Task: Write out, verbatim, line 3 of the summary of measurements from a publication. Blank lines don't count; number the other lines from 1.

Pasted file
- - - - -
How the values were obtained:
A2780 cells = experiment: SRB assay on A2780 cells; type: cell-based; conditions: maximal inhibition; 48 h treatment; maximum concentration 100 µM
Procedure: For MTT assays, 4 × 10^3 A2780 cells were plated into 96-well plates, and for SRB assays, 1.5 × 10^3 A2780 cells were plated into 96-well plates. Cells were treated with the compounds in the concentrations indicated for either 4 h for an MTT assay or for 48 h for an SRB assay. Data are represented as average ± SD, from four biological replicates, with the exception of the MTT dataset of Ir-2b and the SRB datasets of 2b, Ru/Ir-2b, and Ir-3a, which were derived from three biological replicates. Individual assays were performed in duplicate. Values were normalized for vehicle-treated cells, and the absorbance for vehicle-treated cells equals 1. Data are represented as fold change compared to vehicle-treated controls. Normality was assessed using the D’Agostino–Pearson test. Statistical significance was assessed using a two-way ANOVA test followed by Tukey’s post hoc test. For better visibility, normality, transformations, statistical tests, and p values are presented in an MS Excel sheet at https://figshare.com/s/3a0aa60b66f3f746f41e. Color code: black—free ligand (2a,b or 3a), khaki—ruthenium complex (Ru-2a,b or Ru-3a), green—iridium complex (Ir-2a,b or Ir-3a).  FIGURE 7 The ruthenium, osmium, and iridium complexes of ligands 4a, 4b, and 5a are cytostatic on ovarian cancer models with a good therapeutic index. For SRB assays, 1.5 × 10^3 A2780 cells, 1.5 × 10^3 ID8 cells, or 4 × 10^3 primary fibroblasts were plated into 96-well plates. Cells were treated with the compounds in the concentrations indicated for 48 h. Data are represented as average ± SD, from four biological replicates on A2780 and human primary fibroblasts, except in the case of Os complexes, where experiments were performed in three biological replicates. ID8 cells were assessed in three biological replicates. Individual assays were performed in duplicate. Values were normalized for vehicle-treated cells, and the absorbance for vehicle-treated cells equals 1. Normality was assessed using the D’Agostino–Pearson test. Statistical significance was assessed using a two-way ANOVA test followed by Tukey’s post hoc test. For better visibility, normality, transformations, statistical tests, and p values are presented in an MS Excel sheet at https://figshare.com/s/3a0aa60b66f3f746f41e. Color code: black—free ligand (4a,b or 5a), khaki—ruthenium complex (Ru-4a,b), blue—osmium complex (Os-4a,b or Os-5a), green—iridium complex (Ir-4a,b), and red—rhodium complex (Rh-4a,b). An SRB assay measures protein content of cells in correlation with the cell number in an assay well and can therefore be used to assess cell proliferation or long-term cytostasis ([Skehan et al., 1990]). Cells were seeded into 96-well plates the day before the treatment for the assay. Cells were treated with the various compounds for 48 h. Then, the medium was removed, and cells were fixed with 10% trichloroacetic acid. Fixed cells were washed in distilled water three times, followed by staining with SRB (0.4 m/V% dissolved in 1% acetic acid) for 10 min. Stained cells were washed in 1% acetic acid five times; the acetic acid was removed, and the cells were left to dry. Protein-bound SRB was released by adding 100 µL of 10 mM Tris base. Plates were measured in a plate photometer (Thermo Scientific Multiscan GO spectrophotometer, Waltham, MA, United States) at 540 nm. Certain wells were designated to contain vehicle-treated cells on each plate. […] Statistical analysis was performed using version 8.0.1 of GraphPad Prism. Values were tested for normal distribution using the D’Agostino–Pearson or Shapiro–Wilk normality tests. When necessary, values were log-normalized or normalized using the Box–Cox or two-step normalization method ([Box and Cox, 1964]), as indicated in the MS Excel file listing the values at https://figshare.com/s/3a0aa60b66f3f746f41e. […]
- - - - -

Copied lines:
Procedure: For MTT assays, 4 × 10^3 A2780 cells were plated into 96-well plates, and for SRB assays, 1.5 × 10^3 A2780 cells were plated into 96-well plates. Cells were treated with the compounds in the concentrations indicated for either 4 h for an MTT assay or for 48 h for an SRB assay. Data are represented as average ± SD, from four biological replicates, with the exception of the MTT dataset of Ir-2b and the SRB datasets of 2b, Ru/Ir-2b, and Ir-3a, which were derived from three biological replicates. Individual assays were performed in duplicate. Values were normalized for vehicle-treated cells, and the absorbance for vehicle-treated cells equals 1. Data are represented as fold change compared to vehicle-treated controls. Normality was assessed using the D’Agostino–Pearson test. Statistical significance was assessed using a two-way ANOVA test followed by Tukey’s post hoc test. For better visibility, normality, transformations, statistical tests, and p values are presented in an MS Excel sheet at https://figshare.com/s/3a0aa60b66f3f746f41e. Color code: black—free ligand (2a,b or 3a), khaki—ruthenium complex (Ru-2a,b or Ru-3a), green—iridium complex (Ir-2a,b or Ir-3a).  FIGURE 7 The ruthenium, osmium, and iridium complexes of ligands 4a, 4b, and 5a are cytostatic on ovarian cancer models with a good therapeutic index. For SRB assays, 1.5 × 10^3 A2780 cells, 1.5 × 10^3 ID8 cells, or 4 × 10^3 primary fibroblasts were plated into 96-well plates. Cells were treated with the compounds in the concentrations indicated for 48 h. Data are represented as average ± SD, from four biological replicates on A2780 and human primary fibroblasts, except in the case of Os complexes, where experiments were performed in three biological replicates. ID8 cells were assessed in three biological replicates. Individual assays were performed in duplicate. Values were normalized for vehicle-treated cells, and the absorbance for vehicle-treated cells equals 1. Normality was assessed using the D’Agostino–Pearson test. Statistical significance was assessed using a two-way ANOVA test followed by Tukey’s post hoc test. For better visibility, normality, transformations, statistical tests, and p values are presented in an MS Excel sheet at https://figshare.com/s/3a0aa60b66f3f746f41e. Color code: black—free ligand (4a,b or 5a), khaki—ruthenium complex (Ru-4a,b), blue—osmium complex (Os-4a,b or Os-5a), green—iridium complex (Ir-4a,b), and red—rhodium complex (Rh-4a,b). An SRB assay measures protein content of cells in correlation with the cell number in an assay well and can therefore be used to assess cell proliferation or long-term cytostasis ([Skehan et al., 1990]). Cells were seeded into 96-well plates the day before the treatment for the assay. Cells were treated with the various compounds for 48 h. Then, the medium was removed, and cells were fixed with 10% trichloroacetic acid. Fixed cells were washed in distilled water three times, followed by staining with SRB (0.4 m/V% dissolved in 1% acetic acid) for 10 min. Stained cells were washed in 1% acetic acid five times; the acetic acid was removed, and the cells were left to dry. Protein-bound SRB was released by adding 100 µL of 10 mM Tris base. Plates were measured in a plate photometer (Thermo Scientific Multiscan GO spectrophotometer, Waltham, MA, United States) at 540 nm. Certain wells were designated to contain vehicle-treated cells on each plate. […] Statistical analysis was performed using version 8.0.1 of GraphPad Prism. Values were tested for normal distribution using the D’Agostino–Pearson or Shapiro–Wilk normality tests. When necessary, values were log-normalized or normalized using the Box–Cox or two-step normalization method ([Box and Cox, 1964]), as indicated in the MS Excel file listing the values at https://figshare.com/s/3a0aa60b66f3f746f41e. […]